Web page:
Here in the Midwest, we are privileged to fully experience four distinct seasons. Summer brings endless encounters with our natural world, especially within our wetlands, perhaps my favorite nature-embracing environment on a sultry summer day.
Summer is a great time for outdoor adventure. It’s the season for picnics, fishing, hiking, gardening, yard work, and early-morning trail running. But don’t end up like poor Leo. Leo is now homebound and totally miserable because of poison ivy. An extremely itchy, red rash with painful blisters covers his arms, legs, neck, upper chest, and much of his face, a face that’s slathered with calamine lotion. Note: “Leo” is not an actual patient I have treated or observed while working as an ER paramedic.
Nature’s way is rich with memorable moments of wildness. Some of these moments brighten the spirit and remind us that nature has predictable patterns. Sometimes, we have to search for those moments, but other times we just stumble upon them and are left in awe and feel like celebrating. The latter happened to me in the first week of June, along a trail I know well.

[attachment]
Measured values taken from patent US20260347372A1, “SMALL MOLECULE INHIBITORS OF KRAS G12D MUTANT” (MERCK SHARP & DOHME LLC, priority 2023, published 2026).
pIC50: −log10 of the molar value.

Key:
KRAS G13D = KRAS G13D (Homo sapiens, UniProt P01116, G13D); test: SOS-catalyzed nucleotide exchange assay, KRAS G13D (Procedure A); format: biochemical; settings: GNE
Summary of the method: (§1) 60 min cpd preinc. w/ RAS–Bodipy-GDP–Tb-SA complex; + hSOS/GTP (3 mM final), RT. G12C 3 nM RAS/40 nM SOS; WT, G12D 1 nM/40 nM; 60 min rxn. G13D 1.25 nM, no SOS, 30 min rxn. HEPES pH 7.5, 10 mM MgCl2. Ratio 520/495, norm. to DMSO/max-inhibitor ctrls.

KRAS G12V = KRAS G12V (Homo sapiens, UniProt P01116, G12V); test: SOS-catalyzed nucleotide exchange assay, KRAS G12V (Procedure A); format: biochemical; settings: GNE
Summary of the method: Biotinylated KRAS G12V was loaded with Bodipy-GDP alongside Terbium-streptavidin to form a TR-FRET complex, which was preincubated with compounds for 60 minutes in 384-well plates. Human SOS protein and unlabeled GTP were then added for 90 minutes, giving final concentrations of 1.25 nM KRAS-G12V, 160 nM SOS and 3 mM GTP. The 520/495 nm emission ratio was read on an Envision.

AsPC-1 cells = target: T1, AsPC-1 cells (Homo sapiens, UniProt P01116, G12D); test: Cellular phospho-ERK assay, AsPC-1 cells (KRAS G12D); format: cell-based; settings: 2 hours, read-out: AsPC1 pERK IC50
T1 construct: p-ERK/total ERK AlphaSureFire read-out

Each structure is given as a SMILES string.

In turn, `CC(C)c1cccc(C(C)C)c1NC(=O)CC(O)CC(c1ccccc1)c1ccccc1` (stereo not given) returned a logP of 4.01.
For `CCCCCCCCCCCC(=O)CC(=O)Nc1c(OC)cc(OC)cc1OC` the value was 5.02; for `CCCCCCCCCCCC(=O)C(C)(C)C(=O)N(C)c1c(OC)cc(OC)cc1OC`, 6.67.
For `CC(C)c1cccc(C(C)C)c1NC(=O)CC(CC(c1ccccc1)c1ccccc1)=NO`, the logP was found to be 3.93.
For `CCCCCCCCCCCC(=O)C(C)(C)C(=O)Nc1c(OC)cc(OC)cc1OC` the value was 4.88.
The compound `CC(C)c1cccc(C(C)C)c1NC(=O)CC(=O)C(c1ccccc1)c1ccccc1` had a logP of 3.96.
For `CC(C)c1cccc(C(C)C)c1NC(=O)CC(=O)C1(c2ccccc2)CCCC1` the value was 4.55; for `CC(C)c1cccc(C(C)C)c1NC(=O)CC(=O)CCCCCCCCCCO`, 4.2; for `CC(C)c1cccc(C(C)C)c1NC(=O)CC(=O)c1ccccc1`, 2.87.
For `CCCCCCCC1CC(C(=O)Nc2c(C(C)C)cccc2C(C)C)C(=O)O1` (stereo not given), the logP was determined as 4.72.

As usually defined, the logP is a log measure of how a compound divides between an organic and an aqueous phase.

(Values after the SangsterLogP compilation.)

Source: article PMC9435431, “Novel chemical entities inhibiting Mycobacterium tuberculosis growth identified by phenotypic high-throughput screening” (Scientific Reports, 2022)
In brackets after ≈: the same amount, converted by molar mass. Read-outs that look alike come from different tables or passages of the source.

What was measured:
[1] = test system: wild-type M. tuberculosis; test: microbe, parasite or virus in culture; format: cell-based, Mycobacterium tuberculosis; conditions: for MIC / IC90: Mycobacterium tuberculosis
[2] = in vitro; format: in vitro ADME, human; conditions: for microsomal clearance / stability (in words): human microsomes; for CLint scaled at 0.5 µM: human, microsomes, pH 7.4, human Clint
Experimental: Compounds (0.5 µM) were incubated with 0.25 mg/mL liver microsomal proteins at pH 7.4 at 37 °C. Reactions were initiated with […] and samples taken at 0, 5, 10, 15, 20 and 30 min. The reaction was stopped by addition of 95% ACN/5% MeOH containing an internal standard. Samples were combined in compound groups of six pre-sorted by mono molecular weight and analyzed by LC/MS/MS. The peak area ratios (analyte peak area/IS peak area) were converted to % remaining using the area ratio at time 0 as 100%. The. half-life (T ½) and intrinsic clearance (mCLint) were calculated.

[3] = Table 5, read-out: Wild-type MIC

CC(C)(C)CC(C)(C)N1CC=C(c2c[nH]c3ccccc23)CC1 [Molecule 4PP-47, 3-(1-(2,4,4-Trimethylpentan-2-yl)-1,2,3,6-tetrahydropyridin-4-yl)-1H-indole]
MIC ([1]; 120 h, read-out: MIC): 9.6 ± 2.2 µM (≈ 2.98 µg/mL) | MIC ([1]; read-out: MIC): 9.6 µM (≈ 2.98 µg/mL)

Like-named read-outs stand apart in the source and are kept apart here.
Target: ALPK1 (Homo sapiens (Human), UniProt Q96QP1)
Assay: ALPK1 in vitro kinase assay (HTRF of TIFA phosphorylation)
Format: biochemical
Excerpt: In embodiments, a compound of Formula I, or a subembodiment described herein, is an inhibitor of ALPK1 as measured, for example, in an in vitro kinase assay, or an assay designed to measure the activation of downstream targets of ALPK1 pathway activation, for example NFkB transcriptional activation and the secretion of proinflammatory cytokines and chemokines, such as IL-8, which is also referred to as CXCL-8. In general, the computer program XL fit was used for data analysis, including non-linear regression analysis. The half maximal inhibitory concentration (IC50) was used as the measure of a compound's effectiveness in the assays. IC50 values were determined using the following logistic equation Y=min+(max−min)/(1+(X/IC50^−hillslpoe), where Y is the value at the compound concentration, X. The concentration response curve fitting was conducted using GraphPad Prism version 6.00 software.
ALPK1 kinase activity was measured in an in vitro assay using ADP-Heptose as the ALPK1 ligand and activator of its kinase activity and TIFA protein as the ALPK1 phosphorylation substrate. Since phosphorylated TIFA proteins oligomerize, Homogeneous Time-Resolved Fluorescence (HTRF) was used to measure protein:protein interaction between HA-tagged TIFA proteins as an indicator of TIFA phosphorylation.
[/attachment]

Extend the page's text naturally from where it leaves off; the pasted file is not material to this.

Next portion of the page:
Two of Oakland County’s top leaders and community members highlighted the progress made by Black Americans and the ongoing challenge of achieving freedom and liberation in the 156 years since enslaved people in Galveston, Texas, learned the Civil War had ended during a virtual gathering held earlier this month.
The occasion; a panel discussion titled, “Juneteenth: Then and Now,” highlighted the continued presence of racism in America and challenged the notion that Black Americans had already accomplished justice at a time when police brutality, health disparities and other systemic challenges persist in the United States.
The panel, which streamed live Thursday, June 17 on Facebook, called attention to the history of Black citizens in the U.S. and challenged the community to consider how past events continue to influence the present-day realities for Black Americans.